A fat consists of a glycerol backbone and 3 fatty acid chains (triglyceride). The chains may be all the same acid or different acids. The chains vary in length and their names depend on the number of carbon atoms and double bonds (if any) in the chain.
Essential Fatty Acids (EFAs) are the fats that humans cannot synthesise, and must be obtained through diet. EFAs are long-chain polyunsaturated fatty acids derived from linolenic, linoleic, and oleic acids. There are two families of EFAs: Omega-3 and Omega-6. Omega-9 is necessary yet “non-essential” because the body can manufacture a modest amount on its own, provided essential EFAs are present. The number following “Omega-” represents the position of the first double bond (counting from the terminal methyl group on the molecule). Omega-3 fatty acids are derived from Linolenic Acid, Omega-6 from Linoleic Acid, and Omega-9 from Oleic Acid.
EFAs support the cardiovascular, reproductive, immune, and nervous systems. The human body needs EFAs to manufacture and repair cell membranes, enabling the cells to obtain optimum nutrition and expel harmful waste products. A primary function of EFAs is the production of prostaglandins, which regulate body functions such as heart rate, blood pressure, blood clotting, fertility, conception, and play a role in immune function by regulating inflammation and encouraging the body to fight infection. Essential Fatty Acids are also needed for proper growth in children, particularly for neural development and maturation of sensory systems, with male children having higher needs than females. Fetuses and breast-fed infants also require an adequate supply of EFAs through the mother’s dietary intake.
EFA deficiency is common, particularly Omega-3 deficiency. An ideal intake ratio of Omega-6 to Omega-3 fatty acids is between 1:1 and 4:1, with most people only obtaining a ratio between 10:1 and 25:1. The minimum healthy intake for both linolenic (Omega-3) and linoleic (Omega-6) acid via diet, per adult per day, is 1.5 grams of each. One tablespoon of flaxseed oil can provide this amount, or larger amounts of other linolenic-rich foods. Because high heat destroys linolenic acid, cooking in linolenic-rich oils or eating cooked linolenic-rich fish is unlikely to provide a sufficient amount.
EFA deficiency and Omega 6/3 imbalance is linked with serious health conditions, such as heart attacks, cancer, insulin resistance, asthma, lupus, schizophrenia, depression, postpartum depression, accelerated aging, stroke, obesity, diabetes, arthritis, ADHD, and Alzheimer’s Disease, among others.
These are the biggest dietary cause of high LDL levels (“bad cholesterol”). When looking at a food label, pay very close attention to the % of saturated fat and avoid or limit any foods that are high (over 20% saturated fat). They are found in animal meats, including beef, veal, lamb and pork, as well as poultry, butter, cream, whole milk and whole cheeses. Plant sources include coconut and palm kernel oil and cocoa butter.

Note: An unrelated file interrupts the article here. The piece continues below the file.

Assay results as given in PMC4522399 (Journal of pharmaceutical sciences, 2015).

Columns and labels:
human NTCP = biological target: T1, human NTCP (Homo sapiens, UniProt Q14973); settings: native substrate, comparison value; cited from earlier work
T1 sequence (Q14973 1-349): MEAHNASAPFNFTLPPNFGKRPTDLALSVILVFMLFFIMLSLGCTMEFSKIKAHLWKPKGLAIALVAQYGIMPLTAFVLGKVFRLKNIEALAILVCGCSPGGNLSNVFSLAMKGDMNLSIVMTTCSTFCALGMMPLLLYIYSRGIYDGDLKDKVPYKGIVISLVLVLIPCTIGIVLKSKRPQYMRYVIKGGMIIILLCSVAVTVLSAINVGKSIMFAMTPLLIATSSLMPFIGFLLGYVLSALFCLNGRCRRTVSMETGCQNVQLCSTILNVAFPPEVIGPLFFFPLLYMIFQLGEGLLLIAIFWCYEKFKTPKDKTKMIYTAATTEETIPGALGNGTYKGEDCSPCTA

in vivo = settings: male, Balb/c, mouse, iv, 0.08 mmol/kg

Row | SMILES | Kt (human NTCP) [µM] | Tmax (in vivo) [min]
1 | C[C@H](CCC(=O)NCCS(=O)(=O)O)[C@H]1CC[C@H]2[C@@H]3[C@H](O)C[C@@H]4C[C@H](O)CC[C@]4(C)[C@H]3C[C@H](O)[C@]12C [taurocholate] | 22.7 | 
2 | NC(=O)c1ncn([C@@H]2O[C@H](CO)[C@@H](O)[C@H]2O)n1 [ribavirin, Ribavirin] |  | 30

These are fats that contain only one double bond in the fatty acid chain. They help to lower blood cholesterol if used in place of saturated fats. Sources include avocado, olive oil, canola oil and peanuts.
These are fats that contain many double bonds in the fatty acid chain. They help to lower blood cholesterol if used in place of saturated fats; polyunsaturated fatty acids have a greater impact than monounsaturated fatty acids. Sources include fish oils, seafood and vegetable oils, especially safflower, sunflower, corn or soy oils.
These fats form when vegetable oil hardens (hydrogenation); hydrogen atoms end up on different sides of the chain and this type of configuration is called “trans”. Trans fats can raise blood LDL levels or “bad” cholesterol; “bad” because it is a significant contributor to the plaque deposits that line the arteries. They can also lower HDL levels (“good cholesterol”). Trans fats are also produced naturally by the bacteria that live in the rumens of cows, sheep, goats and other ruminant animals and occur naturally in small quantities in some meats, butter and dairy products. The trans fats from the two sources are slightly different in structure and appear to have different health effects. Trans-fatty acids are found in fried foods, commercial baked goods (donuts, cookies, crackers), processed foods, and margarines.
FDA’s regulatory chemical definition for trans fatty acids is all unsaturated fatty acids that contain one or more isolated double bonds in a trans configuration. Under the Agency’s definition, conjugated linoleic acid (CLA) would be excluded from the definition of trans fat. CLA can be considered a “good” trans fat. Its health benefits may include fighting cancer, enhancing immunity, and ridding the body of fatty, artery-clogging plaque.
This term refers to oils that have become hardened (such as hard butter and margarine). Foods made with hydrogenated oils should be avoided because they contain high levels of trans fatty acids, which are linked to heart disease. The terms “hydrogenated” and “saturated” are related (as complete hydrogenation yields saturation).
This term refers to oils that have become partially hardened. Foods made with partially hydrogenated oils should be avoided because they also contain high levels of trans fatty acids.
EFA’s and Omega Series
Omega-3 (Linolenic Acid, Alpha Linolenic Acid, ALA )
Alpha Linolenic Acid (ALA) is the principal Omega-3 fatty acid, which a healthy human will convert into eicosapentaenoic acid (EPA), and later into docosahexaenoic acid (DHA). EPA and the GLA synthesised from linoleic (Omega-6) acid are later converted into hormone-like compounds known as eicosanoids, which aid in many bodily functions including vital organ function and intracellular activity. EPA needs to be available in adequate amounts for the production of series 3 prostaglandins (PGE-3).
Omega-3s are used in the formation of cell walls, making them supple and flexible, and improving circulation and oxygen uptake with proper red blood cell flexibility and function.